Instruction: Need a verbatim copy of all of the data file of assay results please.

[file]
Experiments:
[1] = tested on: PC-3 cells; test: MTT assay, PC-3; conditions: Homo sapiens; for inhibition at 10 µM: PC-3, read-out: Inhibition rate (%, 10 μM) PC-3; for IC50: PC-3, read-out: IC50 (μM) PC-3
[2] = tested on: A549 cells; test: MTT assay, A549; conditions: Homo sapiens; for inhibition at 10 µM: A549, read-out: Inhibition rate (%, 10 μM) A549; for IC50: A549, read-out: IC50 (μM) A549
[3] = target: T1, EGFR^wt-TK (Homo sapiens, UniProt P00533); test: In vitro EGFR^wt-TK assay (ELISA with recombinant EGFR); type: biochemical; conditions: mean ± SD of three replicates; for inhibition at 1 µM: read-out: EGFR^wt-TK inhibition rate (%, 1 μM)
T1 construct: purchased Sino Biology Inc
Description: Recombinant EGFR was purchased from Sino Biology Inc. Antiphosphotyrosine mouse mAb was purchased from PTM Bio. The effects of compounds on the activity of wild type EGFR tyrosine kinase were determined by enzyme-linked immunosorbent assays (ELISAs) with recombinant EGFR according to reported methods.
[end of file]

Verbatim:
Experiments:
[1] = tested on: PC-3 cells; test: MTT assay, PC-3; conditions: Homo sapiens; for inhibition at 10 µM: PC-3, read-out: Inhibition rate (%, 10 μM) PC-3; for IC50: PC-3, read-out: IC50 (μM) PC-3
[2] = tested on: A549 cells; test: MTT assay, A549; conditions: Homo sapiens; for inhibition at 10 µM: A549, read-out: Inhibition rate (%, 10 μM) A549; for IC50: A549, read-out: IC50 (μM) A549
[3] = target: T1, EGFR^wt-TK (Homo sapiens, UniProt P00533); test: In vitro EGFR^wt-TK assay (ELISA with recombinant EGFR); type: biochemical; conditions: mean ± SD of three replicates; for inhibition at 1 µM: read-out: EGFR^wt-TK inhibition rate (%, 1 μM)
T1 construct: purchased Sino Biology Inc
Description: Recombinant EGFR was purchased from Sino Biology Inc. Antiphosphotyrosine mouse mAb was purchased from PTM Bio. The effects of compounds on the activity of wild type EGFR tyrosine kinase were determined by enzyme-linked immunosorbent assays (ELISAs) with recombinant EGFR according to reported methods.